What To Consider Before Lending Your Car

If you lend your car to someone, then you are also sharing your automobile insurance.

What does it mean when you share your insurance?

If you live in Ontario, then when you share your insurance, the other driver is covered, as long as you have given him or her permission to drive your car. If the person that has borrowed your car becomes involved in an accident, and if declared at-fault, then your insurance rates will increase.

Precautions to take if you plan to lend your auto to another driver:

Be clear on the rate class of your vehicle. If your policy specifies that your automobile will be used for business purposes only, and the person that has borrowed your car does not use that vehicle for conducting your business, then that same borrower will not be covered by the insurance policy.

If you intend to loan your car to a specific person on a regular basis, then that person’s name ought to appear on your insurance policy. If you plan to loan your auto on an occasional basis, and to the same person, then that person should be named on your policy as an occasional driver. If you got your insurance policy, then you need to be sure that you lend your auto to someone with a license from Ontario, or from another province or territory.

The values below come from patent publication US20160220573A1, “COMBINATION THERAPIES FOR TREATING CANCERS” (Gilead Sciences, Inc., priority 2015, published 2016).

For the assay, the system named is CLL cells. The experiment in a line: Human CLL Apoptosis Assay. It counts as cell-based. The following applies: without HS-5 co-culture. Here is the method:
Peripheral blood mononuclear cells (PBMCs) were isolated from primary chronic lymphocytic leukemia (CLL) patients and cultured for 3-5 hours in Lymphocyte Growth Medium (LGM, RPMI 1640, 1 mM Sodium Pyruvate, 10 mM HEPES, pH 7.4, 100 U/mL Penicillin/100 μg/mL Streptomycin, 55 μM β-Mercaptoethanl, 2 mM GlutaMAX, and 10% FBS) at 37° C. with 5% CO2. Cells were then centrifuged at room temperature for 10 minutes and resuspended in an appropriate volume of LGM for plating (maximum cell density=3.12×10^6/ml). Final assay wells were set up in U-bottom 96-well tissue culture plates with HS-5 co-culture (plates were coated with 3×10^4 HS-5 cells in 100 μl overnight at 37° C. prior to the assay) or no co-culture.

Learn as much as you can about the driving history of the person that will be borrowing your set-of-wheels. You must be certain that the borrower’s license remains valid in Ontario, or in the province that issued it. It is possible that the borrower developed a certain medical condition after obtaining his or her license. For instance, maybe the person to home you plan to lend your car looks quite healthy. Still, it may be that he or she had a seizure after obtaining a driver’s license. Someone with a history of seizures is supposed to get examined by a neurologist, before receiving permission to drive on the roads in the province that issued the license.

The fact that the borrower of your automobile has a license might not prove of significance, if the province or territory that issued it was never told about the borrower’s most recent medical problem. That would certainly be true, if that particular medical problem was one that can affect someone’s driving ability.

Only a neurologist can determine the chances that someone with a history of seizures might have another seizure, while sitting behind a car’s steering wheel. You do not want that to happen, after you have lent your automobile to someone that stands at risk right now for having another seizure. And if there is an accident, call on a personal injury lawyer in North Bay or Sarnia.